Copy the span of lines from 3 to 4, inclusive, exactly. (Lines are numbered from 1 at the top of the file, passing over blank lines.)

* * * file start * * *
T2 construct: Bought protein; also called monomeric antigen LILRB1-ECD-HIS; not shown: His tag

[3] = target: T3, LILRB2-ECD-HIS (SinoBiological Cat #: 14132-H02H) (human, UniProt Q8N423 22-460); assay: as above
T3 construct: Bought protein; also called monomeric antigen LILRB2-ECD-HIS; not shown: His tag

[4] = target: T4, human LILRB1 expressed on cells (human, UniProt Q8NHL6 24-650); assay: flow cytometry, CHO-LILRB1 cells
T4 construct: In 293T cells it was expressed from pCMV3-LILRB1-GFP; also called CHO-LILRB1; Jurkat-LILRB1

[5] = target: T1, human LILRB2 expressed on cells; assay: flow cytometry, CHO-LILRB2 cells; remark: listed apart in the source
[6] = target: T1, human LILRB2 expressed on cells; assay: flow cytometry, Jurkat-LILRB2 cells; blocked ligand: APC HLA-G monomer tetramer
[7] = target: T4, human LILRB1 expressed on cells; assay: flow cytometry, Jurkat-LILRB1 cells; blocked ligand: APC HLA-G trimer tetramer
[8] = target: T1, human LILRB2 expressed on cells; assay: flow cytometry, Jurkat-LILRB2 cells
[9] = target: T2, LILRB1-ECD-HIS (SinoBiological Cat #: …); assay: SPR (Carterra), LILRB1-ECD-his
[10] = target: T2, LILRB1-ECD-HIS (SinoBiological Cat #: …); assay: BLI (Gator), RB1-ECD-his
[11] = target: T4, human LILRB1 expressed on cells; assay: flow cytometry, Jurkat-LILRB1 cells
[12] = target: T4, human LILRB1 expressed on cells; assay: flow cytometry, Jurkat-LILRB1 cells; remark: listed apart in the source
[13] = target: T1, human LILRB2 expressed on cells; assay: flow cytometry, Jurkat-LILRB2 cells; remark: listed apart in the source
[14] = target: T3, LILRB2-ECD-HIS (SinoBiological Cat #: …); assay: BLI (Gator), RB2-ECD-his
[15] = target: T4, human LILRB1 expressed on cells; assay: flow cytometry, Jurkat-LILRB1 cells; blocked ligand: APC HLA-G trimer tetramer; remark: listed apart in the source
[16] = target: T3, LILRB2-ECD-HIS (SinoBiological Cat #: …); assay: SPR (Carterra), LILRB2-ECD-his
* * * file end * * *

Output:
T3 construct: Bought protein; also called monomeric antigen LILRB2-ECD-HIS; not shown: His tag

[4] = target: T4, human LILRB1 expressed on cells (human, UniProt Q8NHL6 24-650); assay: flow cytometry, CHO-LILRB1 cells